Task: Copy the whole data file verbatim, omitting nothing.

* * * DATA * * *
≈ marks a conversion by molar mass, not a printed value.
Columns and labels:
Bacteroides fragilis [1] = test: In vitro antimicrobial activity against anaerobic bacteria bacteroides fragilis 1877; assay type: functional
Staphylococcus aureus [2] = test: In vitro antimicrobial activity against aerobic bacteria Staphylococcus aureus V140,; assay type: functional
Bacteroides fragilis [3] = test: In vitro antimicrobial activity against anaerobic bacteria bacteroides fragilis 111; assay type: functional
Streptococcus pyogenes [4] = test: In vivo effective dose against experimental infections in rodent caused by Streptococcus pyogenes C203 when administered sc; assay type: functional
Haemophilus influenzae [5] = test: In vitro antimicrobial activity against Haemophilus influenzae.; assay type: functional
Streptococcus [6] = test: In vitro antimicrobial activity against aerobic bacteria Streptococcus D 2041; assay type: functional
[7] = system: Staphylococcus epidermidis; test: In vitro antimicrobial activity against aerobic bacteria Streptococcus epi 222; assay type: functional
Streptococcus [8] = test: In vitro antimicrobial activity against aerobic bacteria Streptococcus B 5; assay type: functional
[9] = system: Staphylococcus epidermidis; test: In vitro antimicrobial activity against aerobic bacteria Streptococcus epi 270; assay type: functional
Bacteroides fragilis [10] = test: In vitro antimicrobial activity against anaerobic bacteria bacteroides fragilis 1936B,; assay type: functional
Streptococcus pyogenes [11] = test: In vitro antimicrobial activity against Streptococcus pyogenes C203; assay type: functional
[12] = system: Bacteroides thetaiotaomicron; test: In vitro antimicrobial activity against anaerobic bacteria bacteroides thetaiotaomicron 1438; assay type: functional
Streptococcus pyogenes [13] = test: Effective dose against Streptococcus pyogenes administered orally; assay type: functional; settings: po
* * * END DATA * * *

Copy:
≈ marks a conversion by molar mass, not a printed value.
Columns and labels:
Bacteroides fragilis [1] = test: In vitro antimicrobial activity against anaerobic bacteria bacteroides fragilis 1877; assay type: functional
Staphylococcus aureus [2] = test: In vitro antimicrobial activity against aerobic bacteria Staphylococcus aureus V140,; assay type: functional
Bacteroides fragilis [3] = test: In vitro antimicrobial activity against anaerobic bacteria bacteroides fragilis 111; assay type: functional
Streptococcus pyogenes [4] = test: In vivo effective dose against experimental infections in rodent caused by Streptococcus pyogenes C203 when administered sc; assay type: functional
Haemophilus influenzae [5] = test: In vitro antimicrobial activity against Haemophilus influenzae.; assay type: functional
Streptococcus [6] = test: In vitro antimicrobial activity against aerobic bacteria Streptococcus D 2041; assay type: functional
[7] = system: Staphylococcus epidermidis; test: In vitro antimicrobial activity against aerobic bacteria Streptococcus epi 222; assay type: functional
Streptococcus [8] = test: In vitro antimicrobial activity against aerobic bacteria Streptococcus B 5; assay type: functional
[9] = system: Staphylococcus epidermidis; test: In vitro antimicrobial activity against aerobic bacteria Streptococcus epi 270; assay type: functional
Bacteroides fragilis [10] = test: In vitro antimicrobial activity against anaerobic bacteria bacteroides fragilis 1936B,; assay type: functional
Streptococcus pyogenes [11] = test: In vitro antimicrobial activity against Streptococcus pyogenes C203; assay type: functional
[12] = system: Bacteroides thetaiotaomicron; test: In vitro antimicrobial activity against anaerobic bacteria bacteroides thetaiotaomicron 1438; assay type: functional
Streptococcus pyogenes [13] = test: Effective dose against Streptococcus pyogenes administered orally; assay type: functional; settings: po